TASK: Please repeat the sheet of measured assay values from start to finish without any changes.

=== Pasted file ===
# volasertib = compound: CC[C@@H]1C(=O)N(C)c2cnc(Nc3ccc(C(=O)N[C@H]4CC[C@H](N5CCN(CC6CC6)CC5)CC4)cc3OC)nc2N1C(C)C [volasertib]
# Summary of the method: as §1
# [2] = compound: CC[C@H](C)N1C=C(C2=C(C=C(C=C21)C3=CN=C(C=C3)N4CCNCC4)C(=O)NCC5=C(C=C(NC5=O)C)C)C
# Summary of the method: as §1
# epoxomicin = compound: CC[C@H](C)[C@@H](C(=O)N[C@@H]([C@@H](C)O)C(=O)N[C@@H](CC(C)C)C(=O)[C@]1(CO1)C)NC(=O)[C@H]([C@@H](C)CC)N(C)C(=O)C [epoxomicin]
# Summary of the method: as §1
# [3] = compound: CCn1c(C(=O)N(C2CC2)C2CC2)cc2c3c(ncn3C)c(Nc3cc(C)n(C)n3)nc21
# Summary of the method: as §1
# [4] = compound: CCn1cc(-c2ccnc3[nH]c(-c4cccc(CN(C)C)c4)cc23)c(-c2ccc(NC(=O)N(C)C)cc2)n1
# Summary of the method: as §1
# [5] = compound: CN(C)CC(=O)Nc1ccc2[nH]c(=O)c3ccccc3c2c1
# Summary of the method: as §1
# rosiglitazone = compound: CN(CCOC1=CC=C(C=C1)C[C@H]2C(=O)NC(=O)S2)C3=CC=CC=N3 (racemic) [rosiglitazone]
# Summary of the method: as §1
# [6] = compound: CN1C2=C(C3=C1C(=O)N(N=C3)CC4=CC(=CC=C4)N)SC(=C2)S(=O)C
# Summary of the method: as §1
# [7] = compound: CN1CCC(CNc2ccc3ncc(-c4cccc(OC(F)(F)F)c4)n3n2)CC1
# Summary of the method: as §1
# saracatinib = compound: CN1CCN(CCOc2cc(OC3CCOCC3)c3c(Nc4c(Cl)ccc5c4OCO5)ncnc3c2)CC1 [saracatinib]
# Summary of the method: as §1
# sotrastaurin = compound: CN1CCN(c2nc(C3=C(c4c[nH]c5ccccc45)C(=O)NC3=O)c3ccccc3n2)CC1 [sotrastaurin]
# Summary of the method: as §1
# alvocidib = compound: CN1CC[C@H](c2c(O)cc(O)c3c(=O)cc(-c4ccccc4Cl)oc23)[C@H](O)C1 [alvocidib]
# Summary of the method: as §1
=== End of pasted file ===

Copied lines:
# volasertib = compound: CC[C@@H]1C(=O)N(C)c2cnc(Nc3ccc(C(=O)N[C@H]4CC[C@H](N5CCN(CC6CC6)CC5)CC4)cc3OC)nc2N1C(C)C [volasertib]
# Summary of the method: as §1
# [2] = compound: CC[C@H](C)N1C=C(C2=C(C=C(C=C21)C3=CN=C(C=C3)N4CCNCC4)C(=O)NCC5=C(C=C(NC5=O)C)C)C
# Summary of the method: as §1
# epoxomicin = compound: CC[C@H](C)[C@@H](C(=O)N[C@@H]([C@@H](C)O)C(=O)N[C@@H](CC(C)C)C(=O)[C@]1(CO1)C)NC(=O)[C@H]([C@@H](C)CC)N(C)C(=O)C [epoxomicin]
# Summary of the method: as §1
# [3] = compound: CCn1c(C(=O)N(C2CC2)C2CC2)cc2c3c(ncn3C)c(Nc3cc(C)n(C)n3)nc21
# Summary of the method: as §1
# [4] = compound: CCn1cc(-c2ccnc3[nH]c(-c4cccc(CN(C)C)c4)cc23)c(-c2ccc(NC(=O)N(C)C)cc2)n1
# Summary of the method: as §1
# [5] = compound: CN(C)CC(=O)Nc1ccc2[nH]c(=O)c3ccccc3c2c1
# Summary of the method: as §1
# rosiglitazone = compound: CN(CCOC1=CC=C(C=C1)C[C@H]2C(=O)NC(=O)S2)C3=CC=CC=N3 (racemic) [rosiglitazone]
# Summary of the method: as §1
# [6] = compound: CN1C2=C(C3=C1C(=O)N(N=C3)CC4=CC(=CC=C4)N)SC(=C2)S(=O)C
# Summary of the method: as §1
# [7] = compound: CN1CCC(CNc2ccc3ncc(-c4cccc(OC(F)(F)F)c4)n3n2)CC1
# Summary of the method: as §1
# saracatinib = compound: CN1CCN(CCOc2cc(OC3CCOCC3)c3c(Nc4c(Cl)ccc5c4OCO5)ncnc3c2)CC1 [saracatinib]
# Summary of the method: as §1
# sotrastaurin = compound: CN1CCN(c2nc(C3=C(c4c[nH]c5ccccc45)C(=O)NC3=O)c3ccccc3n2)CC1 [sotrastaurin]
# Summary of the method: as §1
# alvocidib = compound: CN1CC[C@H](c2c(O)cc(O)c3c(=O)cc(-c4ccccc4Cl)oc23)[C@H](O)C1 [alvocidib]
# Summary of the method: as §1